Logic programming is the declaration of a series of facts and rules of deduction. The execution of a program consists in proving a theorem. The program answers whether or not the theorem can be proved from the statements made beforehand.
Logic programming is different from procedural programming (C, JAVA, etc.), the calculations are done in the form of logical proofs. We speak of declarative programming: the program describes a situation corresponding to a problem to be solved. Declarative programming is not incompatible with object structuring.
The formulas expressed in Prolog are restricted to Horn clauses and first order logic. A Horn clause is a clause with at most one positive literal. These will not be explained but implicit in the explanations of the Prolog language.
Rules, facts and goals
is written in Prolog: grandchild_of (X, Z): - child_of (X, Y), child_of (Y, Z)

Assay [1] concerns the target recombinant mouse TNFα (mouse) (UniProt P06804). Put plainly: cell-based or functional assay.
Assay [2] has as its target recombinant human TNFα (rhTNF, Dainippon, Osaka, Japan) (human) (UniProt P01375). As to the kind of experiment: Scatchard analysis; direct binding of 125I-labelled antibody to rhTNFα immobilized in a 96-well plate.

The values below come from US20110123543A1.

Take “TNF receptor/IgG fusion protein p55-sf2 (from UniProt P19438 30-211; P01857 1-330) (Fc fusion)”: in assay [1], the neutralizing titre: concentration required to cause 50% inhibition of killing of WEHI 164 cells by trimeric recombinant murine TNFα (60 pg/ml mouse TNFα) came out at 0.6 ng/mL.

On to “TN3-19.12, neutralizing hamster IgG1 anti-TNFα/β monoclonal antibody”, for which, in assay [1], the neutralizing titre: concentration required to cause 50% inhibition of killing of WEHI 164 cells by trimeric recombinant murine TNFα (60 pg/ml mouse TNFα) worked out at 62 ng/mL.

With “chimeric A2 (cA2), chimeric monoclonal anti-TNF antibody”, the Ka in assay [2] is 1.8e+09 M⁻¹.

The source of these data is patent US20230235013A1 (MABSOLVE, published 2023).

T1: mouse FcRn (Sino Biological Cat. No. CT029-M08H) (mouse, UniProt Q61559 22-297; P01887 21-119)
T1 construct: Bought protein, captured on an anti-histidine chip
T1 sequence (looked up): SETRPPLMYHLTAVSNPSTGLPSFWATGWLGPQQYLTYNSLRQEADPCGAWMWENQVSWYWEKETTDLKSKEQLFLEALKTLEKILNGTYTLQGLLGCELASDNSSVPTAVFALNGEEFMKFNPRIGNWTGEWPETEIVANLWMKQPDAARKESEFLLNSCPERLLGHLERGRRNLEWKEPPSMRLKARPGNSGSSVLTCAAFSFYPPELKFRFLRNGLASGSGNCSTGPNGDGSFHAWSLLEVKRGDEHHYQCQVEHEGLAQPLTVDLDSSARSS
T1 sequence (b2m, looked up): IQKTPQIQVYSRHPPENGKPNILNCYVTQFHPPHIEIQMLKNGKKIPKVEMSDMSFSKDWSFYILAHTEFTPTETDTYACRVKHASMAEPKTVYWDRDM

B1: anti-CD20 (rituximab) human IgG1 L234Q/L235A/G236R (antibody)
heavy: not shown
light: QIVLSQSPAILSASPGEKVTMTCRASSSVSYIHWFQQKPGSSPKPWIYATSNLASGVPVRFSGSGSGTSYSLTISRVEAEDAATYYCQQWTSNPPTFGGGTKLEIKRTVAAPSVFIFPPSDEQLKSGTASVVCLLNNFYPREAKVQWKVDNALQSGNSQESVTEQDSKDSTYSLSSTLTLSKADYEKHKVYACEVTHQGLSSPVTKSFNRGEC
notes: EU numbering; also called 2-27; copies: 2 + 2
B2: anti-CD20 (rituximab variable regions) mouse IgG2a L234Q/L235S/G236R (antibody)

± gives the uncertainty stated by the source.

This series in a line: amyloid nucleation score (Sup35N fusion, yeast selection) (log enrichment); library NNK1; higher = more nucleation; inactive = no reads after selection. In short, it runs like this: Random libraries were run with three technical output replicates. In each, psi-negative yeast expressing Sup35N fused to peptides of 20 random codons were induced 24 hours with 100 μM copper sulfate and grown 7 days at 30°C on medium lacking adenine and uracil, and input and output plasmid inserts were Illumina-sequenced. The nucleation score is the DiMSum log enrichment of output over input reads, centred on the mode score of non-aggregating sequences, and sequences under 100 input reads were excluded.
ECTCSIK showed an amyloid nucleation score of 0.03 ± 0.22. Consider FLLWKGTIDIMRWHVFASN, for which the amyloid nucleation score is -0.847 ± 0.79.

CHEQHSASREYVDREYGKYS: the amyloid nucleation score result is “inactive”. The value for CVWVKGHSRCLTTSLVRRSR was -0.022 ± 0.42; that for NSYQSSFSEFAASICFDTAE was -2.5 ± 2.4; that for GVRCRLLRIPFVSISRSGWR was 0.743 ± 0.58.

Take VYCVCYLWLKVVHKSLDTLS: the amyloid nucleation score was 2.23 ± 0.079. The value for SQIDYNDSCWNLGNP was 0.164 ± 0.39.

A program is therefore a set of facts and rules, all in the form of Horn clauses. The Prolog interpreter uses this knowledge base to meet goals.
Write a Prolog program
A program is a list of facts and rules. We group together the rules which have the same leading predicate and the facts which relate to the same predicate. The order in which the rules are declared can have an impact on the goals.
A constant ('roger') covers the whole program while a variable only exists in the clause where it is found. So the variable X of nephew (X, Y) is not the same as that of grand_child_ of (X, Y). On the other hand, it is the same as in the conjunction which is associated with it.
Once the programs loaded and thus the base of facts and rules constituted, it is possible to ask questions. This is called a demonstration or a question resolution. A question arises by replacing in a rule or making a constant or variable by a '?'. To find out all the rules of a type, write the name of the rule containing variables followed by a '?' : human (H)? is used to know all the humans of the base.